2. I find this article to be “fairly” good but when it comes to the advice on vomiting objects back up as well as leaving them in the dog for several months I don’t think this is very safe advice so I can’t bring myself to share it.

  3. Thank you I think you site just saved my dog from Sudafed overdose. I stuck my finger way down his throat several times and nothing but I have him the dropper full of peroxide and less than five min he threw it up all pink from the red Sudafed.

  4. This is literally a miracle worker, every single time my dog or my friends dogs have eaten something they shouldn’t have we’ll give them three tablespoons as they’re big dogs and within 5-15 minutes they’re up chucking their entire stomach contents.
    It has saved more dogs then I care to count, I’ve got dogs that are Houdinis and every once in while they’ll get into something they shouldn’t have just tonight my pup got into the bathroom and got a hold of some of herble supplements and calling my emergency vet they asked I’d given him this I said yes and I said he up chucked what looks like everything in his stomach, now I’m just monitoring him to see if anything changes other then him acting dumpy because of the vomiting which is normal.
    It also works great on cats too dosage is very different then dogs but if you’ve got a cat that gets into everything it’s a great trick but most just throw up on their own for some reason.

    • You should never give cats hydrogen peroxide. They are very different from dogs, and while hydrogen peroxide can be used as a relatively safe way to induce vomiting needs dogs, it is not recommended for cats at all.

  5. My dog ate something around noon yesterday and I gave her the peroxide at that time. She didn’t throw up until 9am the next day. She threw up the object in question as too. So we are out of the clear. I know that’s a long time and I was concerned about it getting stuck but she’s really good at passing things since it’s happened before but this was a big object 😱 2 feminism pads 😳 we are all good though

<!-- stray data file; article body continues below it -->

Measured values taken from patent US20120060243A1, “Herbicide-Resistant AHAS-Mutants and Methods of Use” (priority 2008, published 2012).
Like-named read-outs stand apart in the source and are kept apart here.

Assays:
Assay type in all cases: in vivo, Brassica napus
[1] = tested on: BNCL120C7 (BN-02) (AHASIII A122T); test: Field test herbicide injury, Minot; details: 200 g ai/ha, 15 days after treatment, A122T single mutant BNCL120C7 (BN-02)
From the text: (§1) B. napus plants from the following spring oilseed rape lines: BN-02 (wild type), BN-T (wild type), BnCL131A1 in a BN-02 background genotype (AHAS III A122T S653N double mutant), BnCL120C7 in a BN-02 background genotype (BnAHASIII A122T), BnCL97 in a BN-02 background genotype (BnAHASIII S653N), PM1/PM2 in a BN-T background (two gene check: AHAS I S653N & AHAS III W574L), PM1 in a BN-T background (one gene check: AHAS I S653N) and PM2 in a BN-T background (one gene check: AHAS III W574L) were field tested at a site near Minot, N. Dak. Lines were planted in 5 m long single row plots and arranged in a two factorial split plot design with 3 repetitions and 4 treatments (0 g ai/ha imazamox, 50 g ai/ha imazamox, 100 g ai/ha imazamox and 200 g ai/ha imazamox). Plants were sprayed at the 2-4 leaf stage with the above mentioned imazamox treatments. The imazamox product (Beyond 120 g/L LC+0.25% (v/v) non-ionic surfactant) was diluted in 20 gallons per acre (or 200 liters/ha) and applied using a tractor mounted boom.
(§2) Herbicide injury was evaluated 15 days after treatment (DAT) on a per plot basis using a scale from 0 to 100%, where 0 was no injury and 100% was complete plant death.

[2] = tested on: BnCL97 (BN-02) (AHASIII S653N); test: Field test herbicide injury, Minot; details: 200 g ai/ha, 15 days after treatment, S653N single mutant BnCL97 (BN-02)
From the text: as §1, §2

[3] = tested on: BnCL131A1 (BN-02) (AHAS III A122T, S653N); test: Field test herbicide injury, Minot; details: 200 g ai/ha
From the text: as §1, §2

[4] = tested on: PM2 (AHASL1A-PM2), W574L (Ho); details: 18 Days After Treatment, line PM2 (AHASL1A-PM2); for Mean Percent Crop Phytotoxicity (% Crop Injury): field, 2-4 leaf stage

6. My dog ate a half a Motrin 800. Within a few minutes I gave him 2 doses peroxide (total of 2 tsp all together). Peroxide worked as it has before with my prior dogs and using peroxide. It’s been a few hours and he has vomited a few more times now. He is acting totally fine and playful but I am nervous why he is still vomiting? No blood in vomit. Could the peroxide have hurt his stomach? It’s 4 in the morning now and I’m perplexed

  7. Had to do this twice when Diana pawPrints was a puppy. Both times she ate the medication intended for my parent’s senior dog.

    Nice tip about the dried instant mashed potatoes. I will have to try that. I lock the mouse blocks in a trap so the dogs can’t get them.

    My parents had a close call with their Candy when she got into the mouse poison. My Dad assured me it wasn’t enough to effect her at her weight but she looked very unhappy so I googled the ingredients and we were off to the emergency animal hospital immediately. They ended up keeping her over night until they could get her blood to clot. She was very lucky she didn’t have a bleed or we would have lost her. I warned my Dad after that, no more mouse poison. That was one instance in which you do not want to indue vomiting as it was already in her system.